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By Kathleen Laccinole · October 13, 2021
Really, really stuck.
Like, ice cream out of the carton stuck. Hyperventilating, teeth-grinding, panic-ridden stuck.
You can’t fix it. It’s not working.
My god, I just spent a year of my life on this thing and it SUCKS!
You have a complete and total meltdown.
There… Do you feel better? Okay, now repeat after me:
I am completely normal. This is just part of being a writer. It’s all gonna be okay.
Working on a story until you hate it is common. When you can’t find a constructive solution to a problem and everything starts to blur, what’s really happening is that you are waaaay too close. You’ve lost your perspective so you are hitting a wall.
Say it again:
I am completely normal. This is just part of being a writer. It’s all gonna be okay
Then try some of these suggestions to get out of your head, and through this horrendous part of being a writer.
Go a-wanderin’ — in your body and in your imagination. Sometimes boredom invites the best ideas. Letting your mind do its own thing every now and then is crucial to your creativity.
So, when you’re stuck in your story, dance away from it. Do something you love, something less mentally taxing, something methodical. Do something soothing that allows your brain to rest and your thoughts to run free. Listen to music, go for a run, wash your car. Some of my stickiest situations were solved ten shirts into an ironing spree on a Friday night. And make sure to keep a notebook or your phone’s voice memo close for when inspiration hits. Because it will.
I don’t mean to proofread it or attack the damn issue. Rather, see how much you’ve already accomplished. Be it an outline, a treatment, or a draft, look how far you’ve come from that oh-so-paralyzing blank page that taunted you once upon a time, then keep writing the bits that you know.
If you can’t envision how the script will end at this exact moment in time, don’t worry about it. Chances are your script will ultimately tell you where it needs to go. In the meantime, work on what you have, jump over the deep, dark, empty holes, keep on moving forward.
When you’re in a hamster wheel of rumination and drool is pooling on your shirt, maybe it’s time to try something new. Be daring. Do the unexpected. Have fun! There are lots of different ways to be creative, and no rule says you can only write (although it might feel that way).
When you try new things, it feeds your noggin, helping your brain to make new connections and shaking out the bats and butterflies nesting there. Paint, sculpt, sing or whittle wood, whatever it takes to get you giggling. Consider playing with your script: kill your main character, give him a sex change, turn the entire thing into a musical. Nothing is off-limits. If it pops into your pretty little head, put it on the page. Cultivate inspiration by creating inspiration.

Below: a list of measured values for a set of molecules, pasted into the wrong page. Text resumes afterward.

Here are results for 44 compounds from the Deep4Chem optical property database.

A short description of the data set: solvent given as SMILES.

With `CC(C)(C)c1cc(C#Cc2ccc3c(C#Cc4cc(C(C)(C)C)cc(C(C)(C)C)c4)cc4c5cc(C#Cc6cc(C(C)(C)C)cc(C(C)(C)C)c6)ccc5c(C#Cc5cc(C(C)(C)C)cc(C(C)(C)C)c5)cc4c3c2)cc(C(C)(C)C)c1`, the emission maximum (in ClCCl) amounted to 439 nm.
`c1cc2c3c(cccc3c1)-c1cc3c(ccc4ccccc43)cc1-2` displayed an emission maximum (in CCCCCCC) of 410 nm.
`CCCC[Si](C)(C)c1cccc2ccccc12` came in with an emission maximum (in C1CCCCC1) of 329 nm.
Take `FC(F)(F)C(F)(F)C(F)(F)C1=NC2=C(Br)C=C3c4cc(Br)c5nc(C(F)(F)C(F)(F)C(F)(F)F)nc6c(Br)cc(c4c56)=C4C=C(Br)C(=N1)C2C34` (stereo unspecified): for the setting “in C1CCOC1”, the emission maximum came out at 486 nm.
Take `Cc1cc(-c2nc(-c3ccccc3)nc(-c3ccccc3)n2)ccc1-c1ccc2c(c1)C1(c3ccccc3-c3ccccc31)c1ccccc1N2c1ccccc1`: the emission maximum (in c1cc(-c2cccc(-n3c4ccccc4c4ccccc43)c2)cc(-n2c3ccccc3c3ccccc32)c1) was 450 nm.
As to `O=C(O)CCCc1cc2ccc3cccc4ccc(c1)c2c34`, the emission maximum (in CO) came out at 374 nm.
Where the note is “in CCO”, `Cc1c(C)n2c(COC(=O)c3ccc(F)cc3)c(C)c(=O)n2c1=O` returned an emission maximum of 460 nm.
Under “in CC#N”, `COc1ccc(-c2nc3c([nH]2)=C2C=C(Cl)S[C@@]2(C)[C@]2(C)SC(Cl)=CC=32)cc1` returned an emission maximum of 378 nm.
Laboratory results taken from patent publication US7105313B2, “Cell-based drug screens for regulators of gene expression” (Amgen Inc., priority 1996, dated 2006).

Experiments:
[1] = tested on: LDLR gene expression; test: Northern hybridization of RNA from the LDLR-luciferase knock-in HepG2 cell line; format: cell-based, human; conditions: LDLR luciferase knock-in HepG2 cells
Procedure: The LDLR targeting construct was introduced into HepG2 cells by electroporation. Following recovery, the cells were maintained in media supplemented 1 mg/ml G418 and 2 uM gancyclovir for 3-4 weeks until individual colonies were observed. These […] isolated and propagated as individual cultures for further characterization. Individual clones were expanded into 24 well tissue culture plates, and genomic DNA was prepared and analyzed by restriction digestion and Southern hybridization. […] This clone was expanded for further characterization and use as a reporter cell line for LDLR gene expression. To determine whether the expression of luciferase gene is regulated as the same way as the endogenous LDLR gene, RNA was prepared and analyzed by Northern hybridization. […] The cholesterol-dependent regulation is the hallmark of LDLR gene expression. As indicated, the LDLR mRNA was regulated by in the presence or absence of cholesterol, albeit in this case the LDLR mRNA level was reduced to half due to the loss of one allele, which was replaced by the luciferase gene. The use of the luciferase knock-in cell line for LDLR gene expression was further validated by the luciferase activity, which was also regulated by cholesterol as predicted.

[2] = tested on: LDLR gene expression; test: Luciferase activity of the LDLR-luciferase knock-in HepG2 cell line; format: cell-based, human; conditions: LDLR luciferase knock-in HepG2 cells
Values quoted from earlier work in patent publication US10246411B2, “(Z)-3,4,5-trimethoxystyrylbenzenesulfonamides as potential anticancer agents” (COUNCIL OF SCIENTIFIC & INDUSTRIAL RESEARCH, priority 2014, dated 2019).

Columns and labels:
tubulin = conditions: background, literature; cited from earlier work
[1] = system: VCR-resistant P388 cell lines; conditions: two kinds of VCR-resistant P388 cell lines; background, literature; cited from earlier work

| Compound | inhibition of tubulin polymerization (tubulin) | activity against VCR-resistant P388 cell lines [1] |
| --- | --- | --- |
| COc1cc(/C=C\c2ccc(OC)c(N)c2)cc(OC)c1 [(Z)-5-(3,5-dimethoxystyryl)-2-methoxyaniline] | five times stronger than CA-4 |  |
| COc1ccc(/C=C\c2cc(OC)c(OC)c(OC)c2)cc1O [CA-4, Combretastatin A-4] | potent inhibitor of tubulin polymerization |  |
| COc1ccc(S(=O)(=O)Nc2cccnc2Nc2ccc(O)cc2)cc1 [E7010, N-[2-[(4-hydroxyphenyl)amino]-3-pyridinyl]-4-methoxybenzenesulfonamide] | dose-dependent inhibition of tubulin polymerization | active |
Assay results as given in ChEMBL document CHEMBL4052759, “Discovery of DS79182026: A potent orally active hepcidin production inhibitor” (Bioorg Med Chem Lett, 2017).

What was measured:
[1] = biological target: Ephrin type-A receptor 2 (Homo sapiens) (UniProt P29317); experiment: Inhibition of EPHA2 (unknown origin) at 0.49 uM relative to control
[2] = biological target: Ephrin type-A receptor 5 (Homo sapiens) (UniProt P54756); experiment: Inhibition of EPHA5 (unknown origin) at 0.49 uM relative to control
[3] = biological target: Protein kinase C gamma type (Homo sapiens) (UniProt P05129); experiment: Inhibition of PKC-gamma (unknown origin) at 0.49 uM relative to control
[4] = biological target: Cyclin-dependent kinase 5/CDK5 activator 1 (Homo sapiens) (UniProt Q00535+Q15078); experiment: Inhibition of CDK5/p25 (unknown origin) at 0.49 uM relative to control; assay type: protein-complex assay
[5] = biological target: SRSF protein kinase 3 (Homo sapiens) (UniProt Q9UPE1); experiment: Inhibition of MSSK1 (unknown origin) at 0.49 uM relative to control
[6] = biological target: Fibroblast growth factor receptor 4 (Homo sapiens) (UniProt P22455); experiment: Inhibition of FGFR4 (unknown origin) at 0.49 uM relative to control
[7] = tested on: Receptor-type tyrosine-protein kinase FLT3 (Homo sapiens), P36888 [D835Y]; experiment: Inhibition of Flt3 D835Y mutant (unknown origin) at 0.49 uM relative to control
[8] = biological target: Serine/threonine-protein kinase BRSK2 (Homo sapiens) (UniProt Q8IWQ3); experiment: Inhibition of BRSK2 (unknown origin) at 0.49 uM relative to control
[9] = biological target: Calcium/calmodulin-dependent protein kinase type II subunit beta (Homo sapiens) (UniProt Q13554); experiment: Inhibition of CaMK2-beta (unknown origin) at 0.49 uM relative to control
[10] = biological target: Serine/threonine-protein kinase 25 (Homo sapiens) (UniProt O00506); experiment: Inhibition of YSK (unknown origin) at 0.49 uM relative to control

Much of the time we freak out because we are unsure if our vision is coming across. We can’t manage to relay what we want to say. Hell, we aren’t even sure what we want to say in the first place. STOP! Get a fresh perspective from some fresh eyes. Invite your pals over (no screenwriting experience necessary). Order some pizza, a vat of wine, and a bottle of champagne. Pass out your scripts, pens, pencils, etc., for notes. Then pass out the wine. Assign each person a part, and prose to someone else. You do nothing but listen… and maybe drink a little wine. Then read the script aloud.
Hear how your words sound. Assess how people respond to it. (If they look puzzled, they are.) And when you’ve finished, go around the room and get notes.
If you get a note once – no biggie. If you get the same note twice, take a look at it. And if you get the same note three times – address it. Then, if your conundrum is still stabbing you in the head, throw it out there and discuss it amongst your brain trust. Chances are between you and the room your issues will be solved and you can open that champagne.
If you’re writing it to make buckets of money to save the house, then start looking for an apartment. If you are writing it to win an Academy Award to impress Jennifer and win her back – you’re delusional. (She chose Brad. Move on.) And if you are writing it to work out some long-simmering emotional issues you blame on your mother, I have the number of an excellent therapist.
Otherwise, remind yourself why you started writing the script to begin with. Remind yourself why you write at all. Remind yourself that writing it is the expression of your true self. And remember the exhilaration you feel when you type FADE OUT. After all, we write because we love to write. The joy is in the process, not that one plot point, flat character, or narrative twist.
Let’s face it. The most intimidating thing in the world is a question mark. Accept that screenplays, like life, are full of them… and unexpected twists, turns, delightful highs, and debilitating lows.
And never forget:
You are normal. This is just part of being a writer. It’s all gonna be okay.
Because it is.